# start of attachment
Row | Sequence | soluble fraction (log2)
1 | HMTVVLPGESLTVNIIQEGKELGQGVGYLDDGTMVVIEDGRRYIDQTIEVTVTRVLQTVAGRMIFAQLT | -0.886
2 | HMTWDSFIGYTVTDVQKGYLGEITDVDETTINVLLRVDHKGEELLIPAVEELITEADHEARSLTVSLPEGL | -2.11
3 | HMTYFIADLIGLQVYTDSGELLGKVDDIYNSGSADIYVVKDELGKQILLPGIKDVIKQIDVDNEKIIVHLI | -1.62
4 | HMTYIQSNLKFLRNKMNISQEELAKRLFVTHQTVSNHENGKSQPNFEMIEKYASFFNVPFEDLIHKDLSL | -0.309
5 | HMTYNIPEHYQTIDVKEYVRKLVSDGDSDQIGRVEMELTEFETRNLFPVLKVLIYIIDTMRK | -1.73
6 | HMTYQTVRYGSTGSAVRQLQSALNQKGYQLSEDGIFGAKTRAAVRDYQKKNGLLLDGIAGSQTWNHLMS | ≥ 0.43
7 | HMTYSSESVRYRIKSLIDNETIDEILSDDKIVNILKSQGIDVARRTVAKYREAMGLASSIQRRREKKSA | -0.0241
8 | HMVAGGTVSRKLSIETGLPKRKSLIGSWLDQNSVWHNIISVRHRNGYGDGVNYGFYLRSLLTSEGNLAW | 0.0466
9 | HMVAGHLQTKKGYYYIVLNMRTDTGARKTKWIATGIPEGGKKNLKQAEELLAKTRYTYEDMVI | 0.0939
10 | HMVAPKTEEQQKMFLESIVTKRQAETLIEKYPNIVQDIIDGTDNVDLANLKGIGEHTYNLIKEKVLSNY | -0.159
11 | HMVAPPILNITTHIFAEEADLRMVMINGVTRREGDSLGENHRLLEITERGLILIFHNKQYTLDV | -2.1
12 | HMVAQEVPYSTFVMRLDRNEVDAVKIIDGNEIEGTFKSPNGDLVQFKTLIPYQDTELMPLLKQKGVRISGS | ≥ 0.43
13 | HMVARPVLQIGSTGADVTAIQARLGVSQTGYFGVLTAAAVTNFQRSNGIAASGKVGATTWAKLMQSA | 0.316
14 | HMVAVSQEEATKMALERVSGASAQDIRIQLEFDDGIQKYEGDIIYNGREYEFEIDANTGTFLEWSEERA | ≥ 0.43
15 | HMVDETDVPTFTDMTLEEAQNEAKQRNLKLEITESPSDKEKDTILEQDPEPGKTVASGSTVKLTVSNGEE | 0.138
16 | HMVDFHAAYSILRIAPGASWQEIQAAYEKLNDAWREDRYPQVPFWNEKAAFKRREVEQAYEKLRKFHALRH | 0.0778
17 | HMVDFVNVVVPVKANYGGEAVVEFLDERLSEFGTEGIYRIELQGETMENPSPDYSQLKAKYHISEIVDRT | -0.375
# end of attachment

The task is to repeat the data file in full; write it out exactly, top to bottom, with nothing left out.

Row | Sequence | soluble fraction (log2)
1 | HMTVVLPGESLTVNIIQEGKELGQGVGYLDDGTMVVIEDGRRYIDQTIEVTVTRVLQTVAGRMIFAQLT | -0.886
2 | HMTWDSFIGYTVTDVQKGYLGEITDVDETTINVLLRVDHKGEELLIPAVEELITEADHEARSLTVSLPEGL | -2.11
3 | HMTYFIADLIGLQVYTDSGELLGKVDDIYNSGSADIYVVKDELGKQILLPGIKDVIKQIDVDNEKIIVHLI | -1.62
4 | HMTYIQSNLKFLRNKMNISQEELAKRLFVTHQTVSNHENGKSQPNFEMIEKYASFFNVPFEDLIHKDLSL | -0.309
5 | HMTYNIPEHYQTIDVKEYVRKLVSDGDSDQIGRVEMELTEFETRNLFPVLKVLIYIIDTMRK | -1.73
6 | HMTYQTVRYGSTGSAVRQLQSALNQKGYQLSEDGIFGAKTRAAVRDYQKKNGLLLDGIAGSQTWNHLMS | ≥ 0.43
7 | HMTYSSESVRYRIKSLIDNETIDEILSDDKIVNILKSQGIDVARRTVAKYREAMGLASSIQRRREKKSA | -0.0241
8 | HMVAGGTVSRKLSIETGLPKRKSLIGSWLDQNSVWHNIISVRHRNGYGDGVNYGFYLRSLLTSEGNLAW | 0.0466
9 | HMVAGHLQTKKGYYYIVLNMRTDTGARKTKWIATGIPEGGKKNLKQAEELLAKTRYTYEDMVI | 0.0939
10 | HMVAPKTEEQQKMFLESIVTKRQAETLIEKYPNIVQDIIDGTDNVDLANLKGIGEHTYNLIKEKVLSNY | -0.159
11 | HMVAPPILNITTHIFAEEADLRMVMINGVTRREGDSLGENHRLLEITERGLILIFHNKQYTLDV | -2.1
12 | HMVAQEVPYSTFVMRLDRNEVDAVKIIDGNEIEGTFKSPNGDLVQFKTLIPYQDTELMPLLKQKGVRISGS | ≥ 0.43
13 | HMVARPVLQIGSTGADVTAIQARLGVSQTGYFGVLTAAAVTNFQRSNGIAASGKVGATTWAKLMQSA | 0.316
14 | HMVAVSQEEATKMALERVSGASAQDIRIQLEFDDGIQKYEGDIIYNGREYEFEIDANTGTFLEWSEERA | ≥ 0.43
15 | HMVDETDVPTFTDMTLEEAQNEAKQRNLKLEITESPSDKEKDTILEQDPEPGKTVASGSTVKLTVSNGEE | 0.138
16 | HMVDFHAAYSILRIAPGASWQEIQAAYEKLNDAWREDRYPQVPFWNEKAAFKRREVEQAYEKLRKFHALRH | 0.0778
17 | HMVDFVNVVVPVKANYGGEAVVEFLDERLSEFGTEGIYRIELQGETMENPSPDYSQLKAKYHISEIVDRT | -0.375